This 26-year-old writer has recently been bestowed the Sahitya Akademi Yuva Purashkar 2017 for his English book “The Ivory Throne: Chronicles of the House of Travancore” — and he says that “historical non-fiction” will never lose its relevance as it brings out the truest version of events by filtering out political biases.
“History has often been distorted and given different interpretations by political organisations to promote various agendas. My aspiration is to write history with commitment to the facts and without a political axe to grind,” Manu S. Pillai told IANS in an email interview.
He said that different political dispensations have different interpretations of the same events — which is intended to fuel misguided sentiments. This has always been the case, where past becomes fodder in the hands of some to promote various agendas.
The author forayed into literature last year with “….Travancore”, which narrates the saga of Maharani Sethu Lakshmi Bayi, the regent and forgotten queen of the erstwhile Kingdom of Travancore.
“It is entirely a matter of interest and inclination,” Pillai said of his decision to write historical non-fiction.
He claims not to have a romantic bone in his body, and the thought of writing a romantic novel has never crossed his mind. It has always been history that attracted him and thus the genre was a “perfectly natural choice”.
“Besides, I don’t think one begins a book based on what is in fashion at a given moment in ‘the market’ for books. One writes to satisfy a different motivation, irrespective of what others are doing,” he said.
Pillai found Lakshmi Bayi to be a forward-thinking and remarkable ruler whose contribution helped shape what is now modern Kerala, and was keen on taking her story to the readers.
“Sethu Lakshmi Bayi was a striking personality: Queen at five, ruler of millions by 30, brushed aside in her 40s and 50s, and then in her 60s she renounced her royal background, gave up her palaces and riches, dying in near-obscurity far away from the land she once ruled. The book also tells readers a history of three centuries and of modernity in Kerala,” he noted.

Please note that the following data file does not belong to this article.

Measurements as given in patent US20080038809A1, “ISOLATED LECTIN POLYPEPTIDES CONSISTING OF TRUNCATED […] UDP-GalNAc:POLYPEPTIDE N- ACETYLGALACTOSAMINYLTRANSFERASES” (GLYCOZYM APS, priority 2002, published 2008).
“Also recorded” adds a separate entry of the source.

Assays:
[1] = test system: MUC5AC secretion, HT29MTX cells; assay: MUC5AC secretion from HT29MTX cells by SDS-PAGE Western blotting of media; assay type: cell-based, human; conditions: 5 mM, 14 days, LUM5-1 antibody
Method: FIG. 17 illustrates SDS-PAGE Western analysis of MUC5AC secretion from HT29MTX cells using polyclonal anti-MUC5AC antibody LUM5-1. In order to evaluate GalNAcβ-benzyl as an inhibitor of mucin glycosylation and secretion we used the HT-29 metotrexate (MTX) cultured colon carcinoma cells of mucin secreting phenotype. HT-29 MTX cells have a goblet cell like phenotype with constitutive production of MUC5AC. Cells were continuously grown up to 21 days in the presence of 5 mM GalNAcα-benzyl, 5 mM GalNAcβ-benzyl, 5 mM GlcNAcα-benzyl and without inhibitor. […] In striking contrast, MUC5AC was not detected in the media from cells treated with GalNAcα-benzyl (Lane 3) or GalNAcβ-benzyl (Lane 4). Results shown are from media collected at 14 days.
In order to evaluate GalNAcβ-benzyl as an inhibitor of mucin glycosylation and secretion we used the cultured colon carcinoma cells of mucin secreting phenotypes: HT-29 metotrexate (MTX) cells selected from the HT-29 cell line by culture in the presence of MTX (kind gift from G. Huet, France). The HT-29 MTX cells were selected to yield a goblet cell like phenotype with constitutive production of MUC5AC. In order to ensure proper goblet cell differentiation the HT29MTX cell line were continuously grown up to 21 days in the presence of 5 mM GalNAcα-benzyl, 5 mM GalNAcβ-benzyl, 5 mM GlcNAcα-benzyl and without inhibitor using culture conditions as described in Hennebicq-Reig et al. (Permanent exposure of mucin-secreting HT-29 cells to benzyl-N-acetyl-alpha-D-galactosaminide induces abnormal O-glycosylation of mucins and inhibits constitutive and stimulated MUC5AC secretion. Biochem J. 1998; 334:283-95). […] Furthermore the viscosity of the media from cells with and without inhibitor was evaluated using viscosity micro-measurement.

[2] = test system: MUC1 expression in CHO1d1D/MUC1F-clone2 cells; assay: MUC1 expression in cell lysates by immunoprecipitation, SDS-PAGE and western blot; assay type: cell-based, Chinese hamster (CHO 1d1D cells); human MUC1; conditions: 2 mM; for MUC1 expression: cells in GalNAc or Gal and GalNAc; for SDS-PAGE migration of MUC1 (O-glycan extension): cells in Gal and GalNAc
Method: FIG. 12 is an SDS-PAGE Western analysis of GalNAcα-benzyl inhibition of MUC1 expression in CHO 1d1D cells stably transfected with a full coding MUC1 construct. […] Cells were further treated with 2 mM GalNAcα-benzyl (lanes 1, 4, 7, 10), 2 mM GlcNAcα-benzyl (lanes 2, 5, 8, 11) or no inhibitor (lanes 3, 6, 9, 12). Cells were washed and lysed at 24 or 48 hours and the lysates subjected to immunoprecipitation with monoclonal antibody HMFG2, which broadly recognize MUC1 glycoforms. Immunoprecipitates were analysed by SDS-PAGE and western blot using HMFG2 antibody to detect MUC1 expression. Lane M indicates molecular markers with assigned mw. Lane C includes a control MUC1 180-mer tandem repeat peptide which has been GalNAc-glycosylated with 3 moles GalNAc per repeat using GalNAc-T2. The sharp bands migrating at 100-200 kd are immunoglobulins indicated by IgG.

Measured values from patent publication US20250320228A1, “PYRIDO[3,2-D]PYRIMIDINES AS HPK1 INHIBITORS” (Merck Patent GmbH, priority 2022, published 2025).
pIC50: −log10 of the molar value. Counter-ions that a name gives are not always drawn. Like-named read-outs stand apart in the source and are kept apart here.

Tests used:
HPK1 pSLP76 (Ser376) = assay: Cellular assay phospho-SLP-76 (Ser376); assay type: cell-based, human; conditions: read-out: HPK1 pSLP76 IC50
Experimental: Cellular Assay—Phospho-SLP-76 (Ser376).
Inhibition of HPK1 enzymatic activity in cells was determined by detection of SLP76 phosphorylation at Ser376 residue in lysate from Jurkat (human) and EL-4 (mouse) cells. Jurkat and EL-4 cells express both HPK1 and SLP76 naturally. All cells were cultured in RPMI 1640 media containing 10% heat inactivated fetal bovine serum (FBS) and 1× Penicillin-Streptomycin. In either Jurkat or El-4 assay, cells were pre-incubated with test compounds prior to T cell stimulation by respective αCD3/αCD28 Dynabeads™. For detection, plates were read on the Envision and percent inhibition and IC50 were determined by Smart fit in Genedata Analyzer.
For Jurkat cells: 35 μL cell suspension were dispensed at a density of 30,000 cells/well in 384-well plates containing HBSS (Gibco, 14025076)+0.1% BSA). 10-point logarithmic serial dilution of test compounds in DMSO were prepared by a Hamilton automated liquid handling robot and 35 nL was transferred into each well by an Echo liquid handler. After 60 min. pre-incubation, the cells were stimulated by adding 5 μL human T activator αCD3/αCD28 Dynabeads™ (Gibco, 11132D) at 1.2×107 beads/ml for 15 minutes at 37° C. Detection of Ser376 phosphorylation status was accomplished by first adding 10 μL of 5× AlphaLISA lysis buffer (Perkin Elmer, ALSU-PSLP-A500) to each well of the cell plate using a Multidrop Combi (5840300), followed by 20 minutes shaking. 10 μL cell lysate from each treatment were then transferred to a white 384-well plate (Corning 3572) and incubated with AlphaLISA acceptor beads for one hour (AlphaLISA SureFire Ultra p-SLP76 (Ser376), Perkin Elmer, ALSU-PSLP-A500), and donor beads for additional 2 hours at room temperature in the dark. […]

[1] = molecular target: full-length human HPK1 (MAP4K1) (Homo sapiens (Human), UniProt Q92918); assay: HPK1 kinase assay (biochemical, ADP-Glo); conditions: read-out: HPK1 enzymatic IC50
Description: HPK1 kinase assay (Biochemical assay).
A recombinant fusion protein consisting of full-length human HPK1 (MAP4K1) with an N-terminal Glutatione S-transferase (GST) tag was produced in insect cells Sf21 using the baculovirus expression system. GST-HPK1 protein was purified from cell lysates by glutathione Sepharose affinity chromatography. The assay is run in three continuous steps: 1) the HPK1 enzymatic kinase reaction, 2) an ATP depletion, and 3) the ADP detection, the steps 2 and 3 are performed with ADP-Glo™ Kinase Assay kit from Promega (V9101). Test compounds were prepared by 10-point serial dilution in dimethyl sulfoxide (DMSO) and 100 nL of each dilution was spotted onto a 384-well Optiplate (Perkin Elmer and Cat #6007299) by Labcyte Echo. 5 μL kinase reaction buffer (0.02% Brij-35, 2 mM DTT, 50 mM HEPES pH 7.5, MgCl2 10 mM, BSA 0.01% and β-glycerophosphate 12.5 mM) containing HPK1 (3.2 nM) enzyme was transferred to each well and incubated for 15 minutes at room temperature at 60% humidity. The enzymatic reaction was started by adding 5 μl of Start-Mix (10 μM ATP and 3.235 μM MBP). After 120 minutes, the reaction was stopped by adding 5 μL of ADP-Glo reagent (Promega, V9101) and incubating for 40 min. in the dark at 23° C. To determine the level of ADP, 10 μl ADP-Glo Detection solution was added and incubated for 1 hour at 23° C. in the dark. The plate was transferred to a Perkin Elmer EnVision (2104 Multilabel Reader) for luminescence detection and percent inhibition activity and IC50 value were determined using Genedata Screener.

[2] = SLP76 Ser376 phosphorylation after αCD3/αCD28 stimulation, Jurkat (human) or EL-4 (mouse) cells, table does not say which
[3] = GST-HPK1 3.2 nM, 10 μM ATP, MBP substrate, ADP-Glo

Pillai also said that he was just 19 when he began his research, and the book is a result of six long years of hard work. As is evident, the author had to conduct thorough research prior to writing.
“The backbone of the book is material collected from the British archives and from libraries and newspaper repositories in London, Oxford and Southampton. Some information was gathered from the US and from documents like personal letters, anecdotal information collected through interviews and books from various archives in India,” Pillai recalled.
The fact that Pillai’s writing has earned him much critical acclaim at a young age has not put any pressure on him. He has left many readers and critics appreciative of the depth of his knowledge of history, skill in accumulating an ocean of information, flair for writing and the fact that he did all this at the age of 25.
“In my case, what was necessary was a lot of research — material from three continents gathered over six years — and the ability to digest large quantities of information and to put this together in a readable narrative form. I think I have acquitted myself fairly well as far as these two points are concerned,” Pillai contended.